A key insight to emerge was from the UAE Ministry of Economy representative Miss Hindi Al Youha, who announced that an Iraqi delegation from the Iraqi industry ministry would be visiting UAE in September to follow up on collaboration between the regions.

IBBC will be holding its Autumn Conference at The Address Hotel, Dubai Marina on 12 November which will be attended by International Monetary Fund (IMF) and World Bank focusing on business in Iraq post ISIS, rebuilding Iraqi infrastructure as well as the latest opportunities in Oil & Gas sector.

Should anyone wish to attend the conference or any future IBBC events, please contact London@webuildiraq.org

CONTACT: Christophe Michels (IBBC Managing Director): 020 7222 7100;

E-mail: London@webuildiraq.org; Website: www.webuildiraq.org

If you are based in the Gulf and Dubai please contact Vikas Handa directly at: Vikas.handa@webuildiraq.org

(Source: IBBC)

IBBC Networking Reception in Dubai

On Tuesday 1 August, 2017, the Iraq Britain Business Council (IBBC) will hold its first networking event in Dubai.

The event follows the appointment of Vikas Handa (pictured) as IBBC UAE representative. Vikas intends to host regular networking events in the UAE for IBBC members and companies that are interested in working in Iraq.

Since last year IBBC has committed itself to have a stronger presence in the UAE which is generally seen as the major platform for international business operating in Iraq.

IBBC participated in ADIPEC in 2016 and successfully organised its first conference in Dubai in December of the same year. The organisation is now set to further expand its activities in the United Arab Emirates to bolster trade with Iraq at this crucial time for the country and the wider region.

The event will be held at the Dubai World Trade Centre. It is sponsored by Amec Foster Wheeler and several IBBC members, including Petronas and BP, will make informal comments about their operations in Iraq. IBBC Deputy Chairman and Iraq Representative, Mr Rasmi Al Jabri and IBBC Managing Director, Mr Christophe Michels, will be in attendance.

Companies that are not part of IBBC but would like to learn more about business opportunities in Iraq can register their interest in attending this event by emailing london@webuildiraq.org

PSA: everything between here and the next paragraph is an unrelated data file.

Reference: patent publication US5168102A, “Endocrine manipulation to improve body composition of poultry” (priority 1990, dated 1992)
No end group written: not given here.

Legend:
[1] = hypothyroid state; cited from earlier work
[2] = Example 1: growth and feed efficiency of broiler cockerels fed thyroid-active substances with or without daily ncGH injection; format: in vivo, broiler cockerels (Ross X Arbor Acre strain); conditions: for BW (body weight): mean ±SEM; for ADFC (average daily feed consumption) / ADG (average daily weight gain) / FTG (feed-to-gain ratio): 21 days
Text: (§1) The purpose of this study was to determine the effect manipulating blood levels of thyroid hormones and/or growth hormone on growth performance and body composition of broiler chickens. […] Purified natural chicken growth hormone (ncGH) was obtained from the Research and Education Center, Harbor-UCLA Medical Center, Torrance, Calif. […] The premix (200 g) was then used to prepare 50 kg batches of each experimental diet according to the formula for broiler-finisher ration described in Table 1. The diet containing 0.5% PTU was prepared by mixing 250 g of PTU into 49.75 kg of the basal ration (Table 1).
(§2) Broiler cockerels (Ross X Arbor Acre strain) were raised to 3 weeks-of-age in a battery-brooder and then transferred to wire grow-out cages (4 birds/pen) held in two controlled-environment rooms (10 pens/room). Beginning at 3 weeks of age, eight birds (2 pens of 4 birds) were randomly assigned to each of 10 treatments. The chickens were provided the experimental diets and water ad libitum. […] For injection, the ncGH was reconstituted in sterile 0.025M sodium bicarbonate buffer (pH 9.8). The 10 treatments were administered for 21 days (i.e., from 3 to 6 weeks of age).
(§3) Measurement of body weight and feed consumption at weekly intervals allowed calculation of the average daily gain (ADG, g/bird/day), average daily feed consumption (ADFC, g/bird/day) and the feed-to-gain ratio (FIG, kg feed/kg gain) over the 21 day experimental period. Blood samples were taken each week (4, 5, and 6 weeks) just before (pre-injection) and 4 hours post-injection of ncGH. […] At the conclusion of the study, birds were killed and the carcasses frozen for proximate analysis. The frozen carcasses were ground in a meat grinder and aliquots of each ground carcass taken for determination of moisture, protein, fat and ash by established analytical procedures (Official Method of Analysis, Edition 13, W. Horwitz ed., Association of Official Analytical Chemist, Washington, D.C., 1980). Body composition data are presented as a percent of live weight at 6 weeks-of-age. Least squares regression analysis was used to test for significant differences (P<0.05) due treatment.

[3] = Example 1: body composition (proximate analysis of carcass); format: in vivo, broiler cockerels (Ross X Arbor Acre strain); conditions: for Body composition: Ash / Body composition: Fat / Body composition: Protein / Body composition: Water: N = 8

(Source: IBBC)

Ratba’a Contracting joins IBBC, seeks JVs with UK Firms

Ratba’a Contracting Company has just joined the Iraq Britain Business Council (IBBC).

Ratba’a is an Iraqi Company based in Basra and Baghdad and is owned by Haj Aboud Al Khlaidy & Sons Group.

The group works to deliver projects in key sectors such as oil and gas (currently Shell, Petronas and BP are major clients), infrastructure and distinctively, the agricultural technology market for greenhouses.

Ossama A. Kadum, Managing Director, explained on a visit to the IBBC Cumberland Lodge weekend retreat that:

“Ratba’a are on the look out to collaborate with British companies with strong design and planning expertise and IOC’s for whom Ratba’a can deliver high quality engineering contracts and build projects.”

Mr Kadhum’s staff has a high commitment to training, quality assurance and engineering expertise that has enabled the company to prosper and grow through a difficult macro environment.

Christophe Michels, MD of IBBC said:

“Ratba’s strength in Iraq is their scrupulous adherence to high standards of delivery, which distinguishes them from many local contractors. High standards are something IBBC expects and admires among and for our members. We are very pleased to welcome Ratba’a on board and the value they will add to our members.”

(Source: IBBC)